Areas of Expertise
- Criminal Law
- Criminal Procedure
- Criminal Sentencing
- Federal Criminal Law
- History of the Civil War Era in Missouri
- Impeachment of the President and Other Federal Officers
- Law and Religion
- Legal History
- Police Procedure
- Prosecution and Defense of White Collar and Violent Crime
About Frank Bowman
Professor Bowman joined the faculty in 2005 from the Indiana University School of Law-Indianapolis, where he served as the M. Dale Palmer Professor of Law. Following his graduation from Harvard Law School in 1979, Professor Bowman entered the U.S. Department of Justice as part of the Honor Graduate Program.
He spent three years as a trial attorney in the Criminal Division in Washington, D.C. From 1983 until 1986, he was a deputy district attorney for Denver, Colo. He also spent three years in private practice in Colorado.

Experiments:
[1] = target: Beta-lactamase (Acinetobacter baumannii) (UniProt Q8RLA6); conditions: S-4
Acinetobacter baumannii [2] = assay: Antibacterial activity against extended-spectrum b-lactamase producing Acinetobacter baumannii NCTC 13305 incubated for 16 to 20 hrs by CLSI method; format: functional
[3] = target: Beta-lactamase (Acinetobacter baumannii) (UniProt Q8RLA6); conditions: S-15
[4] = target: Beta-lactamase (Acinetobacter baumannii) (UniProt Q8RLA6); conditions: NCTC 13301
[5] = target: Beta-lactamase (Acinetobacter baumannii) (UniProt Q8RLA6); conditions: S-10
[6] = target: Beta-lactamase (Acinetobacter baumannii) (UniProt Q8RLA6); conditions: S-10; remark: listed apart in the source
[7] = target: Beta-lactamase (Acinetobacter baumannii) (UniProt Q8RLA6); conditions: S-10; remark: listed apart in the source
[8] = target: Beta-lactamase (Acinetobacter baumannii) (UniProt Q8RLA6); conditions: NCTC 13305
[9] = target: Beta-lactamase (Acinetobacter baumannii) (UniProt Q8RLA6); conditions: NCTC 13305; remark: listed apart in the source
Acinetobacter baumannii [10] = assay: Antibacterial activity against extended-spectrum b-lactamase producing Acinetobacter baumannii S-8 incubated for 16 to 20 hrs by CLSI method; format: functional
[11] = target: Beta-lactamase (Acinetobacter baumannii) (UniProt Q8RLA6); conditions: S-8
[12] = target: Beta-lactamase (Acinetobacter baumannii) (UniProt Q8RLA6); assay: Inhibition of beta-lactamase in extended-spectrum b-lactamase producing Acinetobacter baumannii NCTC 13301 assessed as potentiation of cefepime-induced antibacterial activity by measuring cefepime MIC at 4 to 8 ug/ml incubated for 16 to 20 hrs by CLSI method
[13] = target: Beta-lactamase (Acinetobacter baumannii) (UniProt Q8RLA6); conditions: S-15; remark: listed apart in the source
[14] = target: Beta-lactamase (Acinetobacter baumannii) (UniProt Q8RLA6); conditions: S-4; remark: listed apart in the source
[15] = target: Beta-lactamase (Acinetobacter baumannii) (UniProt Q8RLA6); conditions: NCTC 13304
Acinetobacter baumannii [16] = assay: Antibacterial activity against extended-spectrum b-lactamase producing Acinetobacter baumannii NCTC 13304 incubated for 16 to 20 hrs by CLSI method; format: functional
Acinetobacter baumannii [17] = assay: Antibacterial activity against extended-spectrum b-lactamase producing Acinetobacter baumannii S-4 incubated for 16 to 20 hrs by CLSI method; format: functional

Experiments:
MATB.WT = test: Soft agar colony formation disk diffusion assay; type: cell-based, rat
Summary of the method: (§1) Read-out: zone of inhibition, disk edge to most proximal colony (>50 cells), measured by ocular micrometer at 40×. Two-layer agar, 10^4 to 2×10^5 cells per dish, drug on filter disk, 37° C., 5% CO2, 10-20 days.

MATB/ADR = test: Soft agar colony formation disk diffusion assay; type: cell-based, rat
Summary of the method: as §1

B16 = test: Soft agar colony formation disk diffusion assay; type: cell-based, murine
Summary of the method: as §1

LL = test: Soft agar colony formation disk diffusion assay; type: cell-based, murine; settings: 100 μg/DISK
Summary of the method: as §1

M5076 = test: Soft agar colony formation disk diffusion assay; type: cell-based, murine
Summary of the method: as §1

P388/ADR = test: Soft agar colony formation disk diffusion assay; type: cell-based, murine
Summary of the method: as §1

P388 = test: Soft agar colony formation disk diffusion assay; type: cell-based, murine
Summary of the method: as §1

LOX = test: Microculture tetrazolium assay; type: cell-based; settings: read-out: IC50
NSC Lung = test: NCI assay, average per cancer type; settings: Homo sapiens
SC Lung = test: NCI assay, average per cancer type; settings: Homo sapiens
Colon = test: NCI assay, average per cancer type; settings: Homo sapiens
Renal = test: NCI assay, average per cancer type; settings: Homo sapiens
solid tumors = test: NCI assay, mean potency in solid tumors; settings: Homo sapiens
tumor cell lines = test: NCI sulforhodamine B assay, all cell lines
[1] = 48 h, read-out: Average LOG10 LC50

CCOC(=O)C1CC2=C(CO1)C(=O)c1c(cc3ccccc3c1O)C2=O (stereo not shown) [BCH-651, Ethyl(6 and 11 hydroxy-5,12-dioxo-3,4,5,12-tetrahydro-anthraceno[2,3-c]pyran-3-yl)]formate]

In 1989, Professor Bowman joined the U.S. Attorney’s Office for the Southern District of Florida, where he was Deputy Chief of the Southern Criminal Division and specialized in complex white-collar crimes. In 1995 and 1996, he served as Special Counsel to the U.S. Sentencing Commission in Washington, D.C. From 1998 to 2001, he served as academic advisor to the Criminal Law Committee of the United States Judicial Conference.
Latest News Featuring Frank Bowman
- Prof. Frank Bowman Speak at England Conference on Impeachment
- Professor Frank Bowman Quoted in Washington Post and Slate Regarding Bannon Subpoenas
- Mizzou Law Professor Participates in Panel on Presidential Pardons
- Professor Bowman’s Impeachment Expertise Sought by National & International Media
- Mizzou Law Faculty and Alumna Honored by Mizzou Alumni Association in 2020
Latest Publications from Frank Bowman
- Some Linear Thoughts on a Cyclical Vision
- The Federal Sentencing Guidelines: Some Valedictory Reflections Twenty Years After Apprendi
- Are Blanket Pardons Constitutional?
- Presidential Pardons and the Problem of Impunity
- British Impeachments (1376–1787) and the Preservation of the American Constitutional Order